*EDIT* Just checked the AMD Faq and they have this nice tidbit

The last benefit is essential to gamers, as Project FreeSync does not need to poll or wait on the display in order to determine when it’s safe to send the next frame to the monitor.
My understanding is that there is no way the monitor would be unable to communicate with the GPU and still show a picture that PC is attempting to push. The overhead is reduced by synchronizing the amount of frames being generated by the GPU and delivering to the monitor Scalers to be displayed on the monitor. Instead of the GPU sending a ton of frames to the monitor and only certain ones being picked up/dropped (tearing) its able to properly synchronize every frame.

Still learning how the monitors interact with the GPU however, so the portions with "Scalers" is still work in progress as far as my explanation is concerned.
 

childofthekorn

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From my understanding some high end displays (Benq 2420z as an example if I remember correctly) do allow manual firmware updates. I do not know how mainstream it is as I rarely update my monitor, but I'd personally like to see this become the standard. \

*EDIT* researched a bit and found it was BenQ z series although the model number may have changed. However you do need a separate module in order to properly install firmware, at least for these models. http://www.blurbusters.com/benq/diy-firmware-upgrade-for-benq-z-series/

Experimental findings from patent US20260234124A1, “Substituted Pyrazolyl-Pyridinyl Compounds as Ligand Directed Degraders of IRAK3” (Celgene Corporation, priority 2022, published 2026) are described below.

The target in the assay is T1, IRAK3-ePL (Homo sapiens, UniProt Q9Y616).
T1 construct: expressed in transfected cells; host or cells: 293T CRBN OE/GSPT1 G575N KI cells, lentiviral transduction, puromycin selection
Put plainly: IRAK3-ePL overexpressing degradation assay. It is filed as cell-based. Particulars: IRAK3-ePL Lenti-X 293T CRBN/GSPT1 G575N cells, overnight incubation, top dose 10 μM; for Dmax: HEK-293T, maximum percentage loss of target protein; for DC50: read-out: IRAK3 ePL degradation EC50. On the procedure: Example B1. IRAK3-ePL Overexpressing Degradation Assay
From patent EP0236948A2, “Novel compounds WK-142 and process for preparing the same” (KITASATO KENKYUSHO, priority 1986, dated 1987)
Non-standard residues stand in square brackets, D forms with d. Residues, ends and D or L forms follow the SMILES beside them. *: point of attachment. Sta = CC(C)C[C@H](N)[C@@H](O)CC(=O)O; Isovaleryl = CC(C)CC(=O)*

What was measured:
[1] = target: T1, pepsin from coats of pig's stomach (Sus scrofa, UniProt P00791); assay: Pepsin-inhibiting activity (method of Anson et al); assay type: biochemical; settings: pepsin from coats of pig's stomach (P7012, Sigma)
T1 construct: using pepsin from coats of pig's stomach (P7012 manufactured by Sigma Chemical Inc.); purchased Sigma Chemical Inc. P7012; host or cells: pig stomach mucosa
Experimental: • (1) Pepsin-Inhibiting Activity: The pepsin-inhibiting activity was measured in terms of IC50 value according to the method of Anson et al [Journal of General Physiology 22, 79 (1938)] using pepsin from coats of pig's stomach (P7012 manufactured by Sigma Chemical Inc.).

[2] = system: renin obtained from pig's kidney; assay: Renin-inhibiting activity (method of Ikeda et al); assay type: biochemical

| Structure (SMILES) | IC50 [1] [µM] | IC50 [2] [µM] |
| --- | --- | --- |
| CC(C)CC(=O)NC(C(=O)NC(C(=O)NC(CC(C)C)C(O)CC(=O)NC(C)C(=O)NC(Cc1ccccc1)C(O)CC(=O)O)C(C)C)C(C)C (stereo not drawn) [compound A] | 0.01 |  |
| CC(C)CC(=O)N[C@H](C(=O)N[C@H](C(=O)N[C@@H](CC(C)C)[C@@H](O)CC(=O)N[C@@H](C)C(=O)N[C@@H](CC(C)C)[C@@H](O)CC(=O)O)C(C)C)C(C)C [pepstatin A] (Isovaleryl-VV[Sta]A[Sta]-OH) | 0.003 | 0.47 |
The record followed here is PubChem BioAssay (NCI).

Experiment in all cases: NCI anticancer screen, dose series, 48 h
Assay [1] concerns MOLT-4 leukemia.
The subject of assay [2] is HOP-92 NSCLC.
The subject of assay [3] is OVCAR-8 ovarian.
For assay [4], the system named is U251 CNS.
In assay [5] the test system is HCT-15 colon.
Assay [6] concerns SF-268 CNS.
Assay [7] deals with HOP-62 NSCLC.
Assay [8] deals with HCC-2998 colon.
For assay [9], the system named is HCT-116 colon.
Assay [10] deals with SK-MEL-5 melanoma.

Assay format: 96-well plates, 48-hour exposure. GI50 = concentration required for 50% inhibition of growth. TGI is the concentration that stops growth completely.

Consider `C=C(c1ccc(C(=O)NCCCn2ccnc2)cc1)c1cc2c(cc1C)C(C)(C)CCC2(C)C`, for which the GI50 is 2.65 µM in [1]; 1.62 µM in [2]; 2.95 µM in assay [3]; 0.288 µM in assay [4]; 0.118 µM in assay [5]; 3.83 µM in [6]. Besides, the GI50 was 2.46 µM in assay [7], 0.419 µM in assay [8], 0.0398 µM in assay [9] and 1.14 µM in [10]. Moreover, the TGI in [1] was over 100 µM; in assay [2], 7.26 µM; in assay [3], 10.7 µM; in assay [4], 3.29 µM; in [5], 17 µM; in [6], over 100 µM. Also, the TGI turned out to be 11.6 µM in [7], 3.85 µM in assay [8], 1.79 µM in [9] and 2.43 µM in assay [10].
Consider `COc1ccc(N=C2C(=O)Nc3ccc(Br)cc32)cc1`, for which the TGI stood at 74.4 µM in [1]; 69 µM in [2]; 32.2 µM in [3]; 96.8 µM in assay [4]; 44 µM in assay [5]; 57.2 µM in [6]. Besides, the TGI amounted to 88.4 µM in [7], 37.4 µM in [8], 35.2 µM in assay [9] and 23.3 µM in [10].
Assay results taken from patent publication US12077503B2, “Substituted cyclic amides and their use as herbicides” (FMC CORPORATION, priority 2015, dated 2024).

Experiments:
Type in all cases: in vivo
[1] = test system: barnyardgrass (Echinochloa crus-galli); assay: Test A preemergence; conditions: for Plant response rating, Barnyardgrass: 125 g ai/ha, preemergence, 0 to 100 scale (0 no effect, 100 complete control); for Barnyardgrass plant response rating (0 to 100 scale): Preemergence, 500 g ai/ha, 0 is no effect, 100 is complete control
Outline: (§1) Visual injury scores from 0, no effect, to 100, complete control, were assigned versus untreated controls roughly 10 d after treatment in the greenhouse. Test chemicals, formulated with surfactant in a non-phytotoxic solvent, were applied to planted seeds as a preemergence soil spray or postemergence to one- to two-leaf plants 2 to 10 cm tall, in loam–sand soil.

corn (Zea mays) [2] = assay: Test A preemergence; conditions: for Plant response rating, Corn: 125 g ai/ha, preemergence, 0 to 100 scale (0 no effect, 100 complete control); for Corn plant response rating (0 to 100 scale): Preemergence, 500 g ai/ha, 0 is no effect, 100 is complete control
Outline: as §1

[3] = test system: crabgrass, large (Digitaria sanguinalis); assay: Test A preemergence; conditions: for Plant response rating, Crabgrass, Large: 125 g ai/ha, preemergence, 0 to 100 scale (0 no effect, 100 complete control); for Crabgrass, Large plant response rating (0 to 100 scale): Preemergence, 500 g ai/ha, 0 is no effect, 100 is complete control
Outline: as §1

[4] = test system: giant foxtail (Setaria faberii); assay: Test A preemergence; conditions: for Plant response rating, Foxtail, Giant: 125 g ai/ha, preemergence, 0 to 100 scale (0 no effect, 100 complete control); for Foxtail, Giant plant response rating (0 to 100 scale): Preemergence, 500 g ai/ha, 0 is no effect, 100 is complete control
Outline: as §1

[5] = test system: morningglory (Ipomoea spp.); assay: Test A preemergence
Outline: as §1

we will know for sure when adaptive sync monitors in real action. but if you follow freesync from the very beginning you'll aware that a few things has changes since AMD first come up with their FreeSync concept. so don't be surprise if the implementation between the two will be quite similar despite what AMD has claim.
 
AMD says there will be demo of freesync in CES. hopefully AMD can at least provide the hardware (both monitor and card) as early as january so tech sites can review adaptive sync/freesync VS GSync soon without need to wait for mass availability of adaptive sync monitor on the market.
 

childofthekorn

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I did edit my original comment but basically it sounds like FreeSync has a negotiated speed, which is determined upon the monitors connection, at which the GPU will send the max frames the monitor can support. Its almost like networking. UDP has far less overhead than TCP (unicast) as no handshakes occur. It doesn't mean the NIC would no longer handle the traffic but that there's less involved (in regards to the GPU needing to make sure the monitor displayed the frame it was sent). The scalers do play a part as AMD had to work with scaler vendors to incorporate FreeSync as a standard, I'm just now delving into what part that may be.
 

childofthekorn

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I did edit my original comment but basically it sounds like FreeSync has a negotiated speed, which is determined upon the monitors connection, at which the GPU will send the max frames the monitor can support/max gpu can send. Its almost like networking. UDP has far less overhead than TCP (unicast) as no handshakes occur. It doesn't mean the NIC would no longer handle the traffic but that there's less involved (in regards to the GPU needing to make sure the monitor displayed the frame it was sent). The scalers do play a part as AMD had to work with scaler vendors to incorporate FreeSync as a standard, I'm just now delving into what part that may be.